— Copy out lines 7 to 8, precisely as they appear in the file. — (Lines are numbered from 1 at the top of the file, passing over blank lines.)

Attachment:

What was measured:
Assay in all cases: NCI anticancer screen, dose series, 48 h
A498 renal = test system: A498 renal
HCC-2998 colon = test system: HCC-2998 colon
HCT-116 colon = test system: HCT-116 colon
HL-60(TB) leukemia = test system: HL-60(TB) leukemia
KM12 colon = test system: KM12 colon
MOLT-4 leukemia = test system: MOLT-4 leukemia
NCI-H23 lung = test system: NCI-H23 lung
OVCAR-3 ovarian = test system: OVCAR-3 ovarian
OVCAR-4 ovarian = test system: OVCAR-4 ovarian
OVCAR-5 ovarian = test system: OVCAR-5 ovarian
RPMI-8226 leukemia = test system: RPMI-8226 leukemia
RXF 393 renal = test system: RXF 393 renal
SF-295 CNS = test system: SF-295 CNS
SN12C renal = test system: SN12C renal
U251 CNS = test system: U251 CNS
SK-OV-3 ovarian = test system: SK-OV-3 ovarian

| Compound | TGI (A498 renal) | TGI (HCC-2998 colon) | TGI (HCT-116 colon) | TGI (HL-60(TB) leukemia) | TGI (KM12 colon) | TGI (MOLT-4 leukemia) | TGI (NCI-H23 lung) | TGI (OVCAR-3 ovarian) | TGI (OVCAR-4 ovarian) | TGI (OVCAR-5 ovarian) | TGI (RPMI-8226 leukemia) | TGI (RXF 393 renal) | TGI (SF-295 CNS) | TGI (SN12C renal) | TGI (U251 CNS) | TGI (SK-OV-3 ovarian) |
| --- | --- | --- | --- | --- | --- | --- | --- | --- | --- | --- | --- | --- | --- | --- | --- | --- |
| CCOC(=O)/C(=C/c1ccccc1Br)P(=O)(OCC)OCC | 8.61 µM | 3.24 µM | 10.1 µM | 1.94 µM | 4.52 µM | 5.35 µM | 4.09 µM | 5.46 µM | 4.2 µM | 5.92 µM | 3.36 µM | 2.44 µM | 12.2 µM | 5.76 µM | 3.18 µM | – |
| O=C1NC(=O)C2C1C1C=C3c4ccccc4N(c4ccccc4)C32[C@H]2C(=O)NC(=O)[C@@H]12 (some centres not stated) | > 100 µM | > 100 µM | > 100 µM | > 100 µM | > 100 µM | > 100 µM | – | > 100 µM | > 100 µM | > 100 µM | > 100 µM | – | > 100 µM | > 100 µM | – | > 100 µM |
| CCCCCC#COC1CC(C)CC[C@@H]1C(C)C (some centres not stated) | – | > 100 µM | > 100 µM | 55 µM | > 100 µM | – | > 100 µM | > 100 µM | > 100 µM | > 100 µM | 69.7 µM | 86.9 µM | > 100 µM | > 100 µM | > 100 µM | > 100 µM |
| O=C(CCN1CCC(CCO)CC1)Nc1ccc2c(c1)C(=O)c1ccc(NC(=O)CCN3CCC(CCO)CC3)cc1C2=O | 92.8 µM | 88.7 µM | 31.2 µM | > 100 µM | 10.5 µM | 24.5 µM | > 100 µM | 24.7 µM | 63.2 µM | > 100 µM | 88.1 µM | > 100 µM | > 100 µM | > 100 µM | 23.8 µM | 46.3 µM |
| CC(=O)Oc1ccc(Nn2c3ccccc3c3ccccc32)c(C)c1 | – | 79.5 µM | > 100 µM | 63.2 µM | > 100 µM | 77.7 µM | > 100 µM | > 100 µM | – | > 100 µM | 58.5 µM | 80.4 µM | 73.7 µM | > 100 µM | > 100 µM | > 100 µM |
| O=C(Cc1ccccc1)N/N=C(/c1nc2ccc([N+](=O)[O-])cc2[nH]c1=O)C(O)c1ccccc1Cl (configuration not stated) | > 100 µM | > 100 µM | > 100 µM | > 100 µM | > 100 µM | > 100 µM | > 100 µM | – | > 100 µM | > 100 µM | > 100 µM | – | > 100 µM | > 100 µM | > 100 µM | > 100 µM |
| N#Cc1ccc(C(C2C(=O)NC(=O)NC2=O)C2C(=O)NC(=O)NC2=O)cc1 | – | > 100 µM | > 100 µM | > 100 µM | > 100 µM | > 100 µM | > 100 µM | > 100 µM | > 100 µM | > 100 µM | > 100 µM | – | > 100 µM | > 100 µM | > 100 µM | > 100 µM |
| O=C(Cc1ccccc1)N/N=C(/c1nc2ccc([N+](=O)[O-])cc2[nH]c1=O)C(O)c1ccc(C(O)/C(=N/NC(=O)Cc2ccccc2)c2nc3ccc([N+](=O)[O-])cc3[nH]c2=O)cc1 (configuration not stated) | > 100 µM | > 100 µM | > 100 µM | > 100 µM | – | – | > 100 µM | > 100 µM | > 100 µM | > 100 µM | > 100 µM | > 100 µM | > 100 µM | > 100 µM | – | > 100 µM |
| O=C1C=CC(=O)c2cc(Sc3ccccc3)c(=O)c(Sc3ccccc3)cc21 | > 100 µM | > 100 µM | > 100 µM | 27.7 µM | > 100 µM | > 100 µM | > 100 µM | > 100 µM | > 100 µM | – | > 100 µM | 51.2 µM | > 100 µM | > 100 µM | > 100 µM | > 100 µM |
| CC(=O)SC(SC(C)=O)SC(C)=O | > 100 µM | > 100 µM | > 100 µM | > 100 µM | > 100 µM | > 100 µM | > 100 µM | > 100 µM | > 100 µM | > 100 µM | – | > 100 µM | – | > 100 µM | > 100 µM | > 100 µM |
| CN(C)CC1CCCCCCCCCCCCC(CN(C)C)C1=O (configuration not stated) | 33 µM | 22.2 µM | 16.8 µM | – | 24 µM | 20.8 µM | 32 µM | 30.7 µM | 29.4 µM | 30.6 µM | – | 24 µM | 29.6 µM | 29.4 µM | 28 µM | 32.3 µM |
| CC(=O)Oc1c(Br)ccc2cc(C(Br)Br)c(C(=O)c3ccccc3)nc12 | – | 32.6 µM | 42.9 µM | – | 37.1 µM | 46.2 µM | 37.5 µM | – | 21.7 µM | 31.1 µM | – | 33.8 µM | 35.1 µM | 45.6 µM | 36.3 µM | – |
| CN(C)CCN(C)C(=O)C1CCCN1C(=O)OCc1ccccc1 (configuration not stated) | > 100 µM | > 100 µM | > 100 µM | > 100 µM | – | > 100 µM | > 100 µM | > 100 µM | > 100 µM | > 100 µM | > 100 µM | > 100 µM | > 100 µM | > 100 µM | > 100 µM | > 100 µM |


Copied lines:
KM12 colon = test system: KM12 colon
MOLT-4 leukemia = test system: MOLT-4 leukemia